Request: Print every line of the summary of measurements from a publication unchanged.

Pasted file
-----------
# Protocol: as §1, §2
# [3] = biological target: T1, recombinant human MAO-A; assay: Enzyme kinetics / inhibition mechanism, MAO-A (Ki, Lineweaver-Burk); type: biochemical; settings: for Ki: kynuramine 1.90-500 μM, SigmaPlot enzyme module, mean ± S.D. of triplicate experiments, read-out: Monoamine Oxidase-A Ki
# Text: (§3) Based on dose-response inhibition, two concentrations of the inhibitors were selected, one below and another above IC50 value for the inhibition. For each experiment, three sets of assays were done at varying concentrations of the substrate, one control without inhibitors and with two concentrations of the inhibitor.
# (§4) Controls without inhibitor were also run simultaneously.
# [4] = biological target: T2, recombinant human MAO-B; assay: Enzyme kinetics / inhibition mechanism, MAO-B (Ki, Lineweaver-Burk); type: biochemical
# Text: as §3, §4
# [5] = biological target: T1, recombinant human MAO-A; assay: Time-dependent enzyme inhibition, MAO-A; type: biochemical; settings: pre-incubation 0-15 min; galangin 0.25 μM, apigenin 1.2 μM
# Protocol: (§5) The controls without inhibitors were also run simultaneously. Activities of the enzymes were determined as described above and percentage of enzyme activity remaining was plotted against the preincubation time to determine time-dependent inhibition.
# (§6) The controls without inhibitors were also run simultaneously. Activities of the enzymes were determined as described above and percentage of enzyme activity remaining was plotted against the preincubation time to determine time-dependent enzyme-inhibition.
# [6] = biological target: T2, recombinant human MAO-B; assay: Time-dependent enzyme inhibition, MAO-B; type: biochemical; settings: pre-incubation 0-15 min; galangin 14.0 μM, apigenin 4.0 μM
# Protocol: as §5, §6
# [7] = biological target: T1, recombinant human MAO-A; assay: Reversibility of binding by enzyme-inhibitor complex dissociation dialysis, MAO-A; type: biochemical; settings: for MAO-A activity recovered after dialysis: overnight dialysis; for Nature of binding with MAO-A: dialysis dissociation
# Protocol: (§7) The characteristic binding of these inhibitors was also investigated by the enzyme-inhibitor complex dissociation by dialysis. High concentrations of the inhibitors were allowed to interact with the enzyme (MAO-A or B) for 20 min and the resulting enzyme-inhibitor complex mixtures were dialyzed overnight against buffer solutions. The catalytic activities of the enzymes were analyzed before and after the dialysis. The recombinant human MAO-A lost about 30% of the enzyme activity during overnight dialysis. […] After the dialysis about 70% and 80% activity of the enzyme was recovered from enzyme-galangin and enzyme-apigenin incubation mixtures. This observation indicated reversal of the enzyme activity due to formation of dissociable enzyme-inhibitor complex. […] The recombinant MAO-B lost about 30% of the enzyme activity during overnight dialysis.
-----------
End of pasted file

# Protocol: as §1, §2
# [3] = biological target: T1, recombinant human MAO-A; assay: Enzyme kinetics / inhibition mechanism, MAO-A (Ki, Lineweaver-Burk); type: biochemical; settings: for Ki: kynuramine 1.90-500 μM, SigmaPlot enzyme module, mean ± S.D. of triplicate experiments, read-out: Monoamine Oxidase-A Ki
# Text: (§3) Based on dose-response inhibition, two concentrations of the inhibitors were selected, one below and another above IC50 value for the inhibition. For each experiment, three sets of assays were done at varying concentrations of the substrate, one control without inhibitors and with two concentrations of the inhibitor.
# (§4) Controls without inhibitor were also run simultaneously.
# [4] = biological target: T2, recombinant human MAO-B; assay: Enzyme kinetics / inhibition mechanism, MAO-B (Ki, Lineweaver-Burk); type: biochemical
# Text: as §3, §4
# [5] = biological target: T1, recombinant human MAO-A; assay: Time-dependent enzyme inhibition, MAO-A; type: biochemical; settings: pre-incubation 0-15 min; galangin 0.25 μM, apigenin 1.2 μM
# Protocol: (§5) The controls without inhibitors were also run simultaneously. Activities of the enzymes were determined as described above and percentage of enzyme activity remaining was plotted against the preincubation time to determine time-dependent inhibition.
# (§6) The controls without inhibitors were also run simultaneously. Activities of the enzymes were determined as described above and percentage of enzyme activity remaining was plotted against the preincubation time to determine time-dependent enzyme-inhibition.
# [6] = biological target: T2, recombinant human MAO-B; assay: Time-dependent enzyme inhibition, MAO-B; type: biochemical; settings: pre-incubation 0-15 min; galangin 14.0 μM, apigenin 4.0 μM
# Protocol: as §5, §6
# [7] = biological target: T1, recombinant human MAO-A; assay: Reversibility of binding by enzyme-inhibitor complex dissociation dialysis, MAO-A; type: biochemical; settings: for MAO-A activity recovered after dialysis: overnight dialysis; for Nature of binding with MAO-A: dialysis dissociation
# Protocol: (§7) The characteristic binding of these inhibitors was also investigated by the enzyme-inhibitor complex dissociation by dialysis. High concentrations of the inhibitors were allowed to interact with the enzyme (MAO-A or B) for 20 min and the resulting enzyme-inhibitor complex mixtures were dialyzed overnight against buffer solutions. The catalytic activities of the enzymes were analyzed before and after the dialysis. The recombinant human MAO-A lost about 30% of the enzyme activity during overnight dialysis. […] After the dialysis about 70% and 80% activity of the enzyme was recovered from enzyme-galangin and enzyme-apigenin incubation mixtures. This observation indicated reversal of the enzyme activity due to formation of dissociable enzyme-inhibitor complex. […] The recombinant MAO-B lost about 30% of the enzyme activity during overnight dialysis.